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Inverse Problems in Nondestructive Evaluation


The detection of structural flaws in flexible structures is a very important problem in the aircraft industry. One idea for flaw detection involves embedding piezoceramic patches in composite viscoelastic members (in a so-called "smart material'' configuration). To test for cracks or delaminations, one can introduce a heat source on one side of the member. The temperature difference induces a deformation in the member, and this deformation generates a strain in the patch. An alternative test could involve production of strain via vibrations induced by the patches themselves. The polarized patch, in response to this strain, produces a voltage which can be monitored. Cracks and delaminations will of course produce different deformational behavior, and a question of great practical importance is whether the differences in deformation can be detected in a manner which characterizes the flaw. A third approach involves the use of SQUIDs (superconducting quantum interference devices) in detection of eddy current flow disruptions by internal damages.

The CRSC research program in this area focuses on mathematical and computational questions involved in developing reliable damage detection algorithms. In particular, researchers are currently developing differential equation models that describe the deformation of viscoelastic solids under high temperature gradients or due to vibrations induced by the piezoceramic patches themselves. The next step is to infer from the temperature or piezo inputs and measured viscoelastic responses the nature of the interior of the solid (that is, whether damage is present). For SQUID measurements, one must develop electromagnetic models for dielectrics with damage. For each of these, solving the differential equations and fitting the model to the observed data, computational methods play a crucial role. An important component of the research program is the development of efficient computer implementations, especially using distributed memory parallel machines and groups of workstations networked to allow parallel computation across the network. This research is a part of ongoing efforts in the CRSC on identification and control methodologies for ``smart material'' structures which are capable of self-excitation and self-sensing.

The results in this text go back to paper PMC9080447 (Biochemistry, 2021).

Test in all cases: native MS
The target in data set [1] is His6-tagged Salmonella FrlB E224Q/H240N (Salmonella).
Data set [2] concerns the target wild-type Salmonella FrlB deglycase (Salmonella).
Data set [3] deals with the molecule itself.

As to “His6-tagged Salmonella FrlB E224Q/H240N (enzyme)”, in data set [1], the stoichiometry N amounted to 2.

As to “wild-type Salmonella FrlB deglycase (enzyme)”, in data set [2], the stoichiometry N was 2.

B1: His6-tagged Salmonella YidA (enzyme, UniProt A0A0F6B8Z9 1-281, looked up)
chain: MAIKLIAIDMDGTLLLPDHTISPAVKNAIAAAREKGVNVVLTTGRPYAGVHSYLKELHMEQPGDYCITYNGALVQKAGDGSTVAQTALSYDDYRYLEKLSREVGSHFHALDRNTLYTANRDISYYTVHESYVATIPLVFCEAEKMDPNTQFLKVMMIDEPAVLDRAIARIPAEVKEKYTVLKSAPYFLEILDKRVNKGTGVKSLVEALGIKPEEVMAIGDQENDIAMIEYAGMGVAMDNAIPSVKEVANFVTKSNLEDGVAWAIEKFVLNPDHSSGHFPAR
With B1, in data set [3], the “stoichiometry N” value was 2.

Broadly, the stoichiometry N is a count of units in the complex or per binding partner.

CRSC researchers on this project include H. T. Banks, K. Ito, M. Joyner and J. Peach. The efforts are in collaboration with NASA Langley Research Center scientists and scientists in Japan.

 

 

 

 

 

 

 

 



 

 

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